Is a $15 minimum wage for Pennsylvanians really worth it?
HARRISBURG, Pa. (WHTM) — State lawmakers are far apart when it comes to Pennsylvania’s increased minimum wage proposals. Advocates saying the time is now, opposers, say now is not the time.
Pennsylvania lawmakers are mirroring the push to increase the federal minimum wage which has been fixed at $7.25 hourly for over a decade. Gov. Wolf proposed an increase in the state’s minimum wage to $12 per hour starting July 1 and a $.50 increase every year until reaching $15 per hour in 2027.
“It is unconscionable and unfathomable that Pennsylvania still permits an individual to work a full time job that subjects them to poverty,” said Senator Jay Costa. “We should all be embarrassed of our minimum wage and our lack of progress, even as every state surrounding us has raised its wage at least once.
Lawmakers pointed to the increase in prices for housing, food and essentials over the past decade.
“Hardworking Pennsylvanians deserve better,” said acting Secretary Berrier. “We need a $15 minimum wage, and we need to eliminate the tipped wage and provide one fair wage to all workers.”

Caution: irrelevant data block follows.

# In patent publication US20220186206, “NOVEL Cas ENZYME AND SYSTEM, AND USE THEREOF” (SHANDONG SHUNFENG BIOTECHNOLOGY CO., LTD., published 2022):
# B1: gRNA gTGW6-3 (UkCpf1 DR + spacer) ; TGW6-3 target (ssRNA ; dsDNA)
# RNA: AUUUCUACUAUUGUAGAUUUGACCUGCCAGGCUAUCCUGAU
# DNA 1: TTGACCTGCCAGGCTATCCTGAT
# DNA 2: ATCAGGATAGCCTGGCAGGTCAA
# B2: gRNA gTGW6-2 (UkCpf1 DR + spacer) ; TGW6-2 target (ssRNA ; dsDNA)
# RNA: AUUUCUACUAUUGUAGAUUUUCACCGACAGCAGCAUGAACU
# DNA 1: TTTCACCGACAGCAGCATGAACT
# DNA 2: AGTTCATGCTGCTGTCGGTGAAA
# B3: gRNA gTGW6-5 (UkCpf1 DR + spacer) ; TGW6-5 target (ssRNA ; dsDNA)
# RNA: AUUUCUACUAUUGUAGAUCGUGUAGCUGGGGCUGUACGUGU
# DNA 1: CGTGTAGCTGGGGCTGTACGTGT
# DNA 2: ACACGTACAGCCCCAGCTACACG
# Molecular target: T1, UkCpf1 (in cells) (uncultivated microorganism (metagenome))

Congressional Budget Office projections have found the existing Democratic proposal would help lift millions of Americans out of poverty but increase the federal deficit and cost 1.4 million jobs as employers scale back costlier workforces.
Small business owners battered by the pandemic agreed, saying little savings remains for another blow to the bank.
Republican lawmaker Congressman Fred Keller said raising the minimum wage to $15 wouldn’t actually help those who are struggling.
“What is the goal to raising the minimum wage? If that is to give someone more buying powers, keep in mind that the price of goods and services is going to increase and they’re likely going to end up at the same spot they are now,” Keller said.
Opponents of the countermovement think the raise just isn’t worth the cost.
“Some people will be lifted out of poverty, some people will be put into poverty, and some people will never have the chance to advance out of poverty,” said Gene Barr, President and CEO of the Pennsylvania Chamber of Business and Industry. “So you’re really picking winners and losers by going to $15 an hour.”